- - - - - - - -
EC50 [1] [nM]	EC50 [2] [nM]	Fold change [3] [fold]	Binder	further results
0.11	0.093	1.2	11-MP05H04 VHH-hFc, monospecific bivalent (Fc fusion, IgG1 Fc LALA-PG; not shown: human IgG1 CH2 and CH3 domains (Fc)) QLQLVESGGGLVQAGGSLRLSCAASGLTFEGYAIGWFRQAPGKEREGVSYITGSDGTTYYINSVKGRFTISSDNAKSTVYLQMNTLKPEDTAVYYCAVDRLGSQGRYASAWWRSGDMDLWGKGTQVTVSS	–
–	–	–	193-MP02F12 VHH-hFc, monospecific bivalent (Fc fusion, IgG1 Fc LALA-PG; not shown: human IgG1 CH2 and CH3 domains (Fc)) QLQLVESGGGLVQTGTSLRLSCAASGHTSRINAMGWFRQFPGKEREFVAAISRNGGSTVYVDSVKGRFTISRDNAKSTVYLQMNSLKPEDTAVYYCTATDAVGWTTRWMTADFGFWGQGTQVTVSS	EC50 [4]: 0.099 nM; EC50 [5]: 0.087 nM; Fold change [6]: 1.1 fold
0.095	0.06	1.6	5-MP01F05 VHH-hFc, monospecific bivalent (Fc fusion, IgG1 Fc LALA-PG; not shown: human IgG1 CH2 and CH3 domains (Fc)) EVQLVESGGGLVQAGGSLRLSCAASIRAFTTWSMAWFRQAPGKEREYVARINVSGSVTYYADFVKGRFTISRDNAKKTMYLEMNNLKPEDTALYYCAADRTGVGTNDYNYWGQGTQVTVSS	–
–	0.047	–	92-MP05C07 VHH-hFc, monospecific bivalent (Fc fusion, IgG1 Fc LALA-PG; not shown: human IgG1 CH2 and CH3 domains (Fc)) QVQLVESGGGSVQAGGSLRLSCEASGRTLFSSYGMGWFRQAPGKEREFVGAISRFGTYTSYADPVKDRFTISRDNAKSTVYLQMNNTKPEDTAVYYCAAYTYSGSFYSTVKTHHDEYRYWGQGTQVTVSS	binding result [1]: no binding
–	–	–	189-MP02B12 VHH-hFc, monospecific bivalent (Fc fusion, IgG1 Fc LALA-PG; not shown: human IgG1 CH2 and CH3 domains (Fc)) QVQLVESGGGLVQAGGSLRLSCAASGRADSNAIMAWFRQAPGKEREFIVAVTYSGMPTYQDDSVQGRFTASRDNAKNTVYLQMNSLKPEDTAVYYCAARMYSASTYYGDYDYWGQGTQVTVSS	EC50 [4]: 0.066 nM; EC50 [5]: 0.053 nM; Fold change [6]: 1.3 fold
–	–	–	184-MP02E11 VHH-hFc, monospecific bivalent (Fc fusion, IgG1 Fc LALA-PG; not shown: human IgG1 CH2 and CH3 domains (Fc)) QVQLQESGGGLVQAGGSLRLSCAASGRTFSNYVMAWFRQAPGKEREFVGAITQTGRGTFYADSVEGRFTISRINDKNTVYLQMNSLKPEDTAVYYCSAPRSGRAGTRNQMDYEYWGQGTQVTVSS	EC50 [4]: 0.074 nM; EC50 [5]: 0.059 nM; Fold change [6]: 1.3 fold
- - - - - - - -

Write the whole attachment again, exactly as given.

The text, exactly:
EC50 [1] [nM]	EC50 [2] [nM]	Fold change [3] [fold]	Binder	further results
0.11	0.093	1.2	11-MP05H04 VHH-hFc, monospecific bivalent (Fc fusion, IgG1 Fc LALA-PG; not shown: human IgG1 CH2 and CH3 domains (Fc)) QLQLVESGGGLVQAGGSLRLSCAASGLTFEGYAIGWFRQAPGKEREGVSYITGSDGTTYYINSVKGRFTISSDNAKSTVYLQMNTLKPEDTAVYYCAVDRLGSQGRYASAWWRSGDMDLWGKGTQVTVSS	–
–	–	–	193-MP02F12 VHH-hFc, monospecific bivalent (Fc fusion, IgG1 Fc LALA-PG; not shown: human IgG1 CH2 and CH3 domains (Fc)) QLQLVESGGGLVQTGTSLRLSCAASGHTSRINAMGWFRQFPGKEREFVAAISRNGGSTVYVDSVKGRFTISRDNAKSTVYLQMNSLKPEDTAVYYCTATDAVGWTTRWMTADFGFWGQGTQVTVSS	EC50 [4]: 0.099 nM; EC50 [5]: 0.087 nM; Fold change [6]: 1.1 fold
0.095	0.06	1.6	5-MP01F05 VHH-hFc, monospecific bivalent (Fc fusion, IgG1 Fc LALA-PG; not shown: human IgG1 CH2 and CH3 domains (Fc)) EVQLVESGGGLVQAGGSLRLSCAASIRAFTTWSMAWFRQAPGKEREYVARINVSGSVTYYADFVKGRFTISRDNAKKTMYLEMNNLKPEDTALYYCAADRTGVGTNDYNYWGQGTQVTVSS	–
–	0.047	–	92-MP05C07 VHH-hFc, monospecific bivalent (Fc fusion, IgG1 Fc LALA-PG; not shown: human IgG1 CH2 and CH3 domains (Fc)) QVQLVESGGGSVQAGGSLRLSCEASGRTLFSSYGMGWFRQAPGKEREFVGAISRFGTYTSYADPVKDRFTISRDNAKSTVYLQMNNTKPEDTAVYYCAAYTYSGSFYSTVKTHHDEYRYWGQGTQVTVSS	binding result [1]: no binding
–	–	–	189-MP02B12 VHH-hFc, monospecific bivalent (Fc fusion, IgG1 Fc LALA-PG; not shown: human IgG1 CH2 and CH3 domains (Fc)) QVQLVESGGGLVQAGGSLRLSCAASGRADSNAIMAWFRQAPGKEREFIVAVTYSGMPTYQDDSVQGRFTASRDNAKNTVYLQMNSLKPEDTAVYYCAARMYSASTYYGDYDYWGQGTQVTVSS	EC50 [4]: 0.066 nM; EC50 [5]: 0.053 nM; Fold change [6]: 1.3 fold
–	–	–	184-MP02E11 VHH-hFc, monospecific bivalent (Fc fusion, IgG1 Fc LALA-PG; not shown: human IgG1 CH2 and CH3 domains (Fc)) QVQLQESGGGLVQAGGSLRLSCAASGRTFSNYVMAWFRQAPGKEREFVGAITQTGRGTFYADSVEGRFTISRINDKNTVYLQMNSLKPEDTAVYYCSAPRSGRAGTRNQMDYEYWGQGTQVTVSS	EC50 [4]: 0.074 nM; EC50 [5]: 0.059 nM; Fold change [6]: 1.3 fold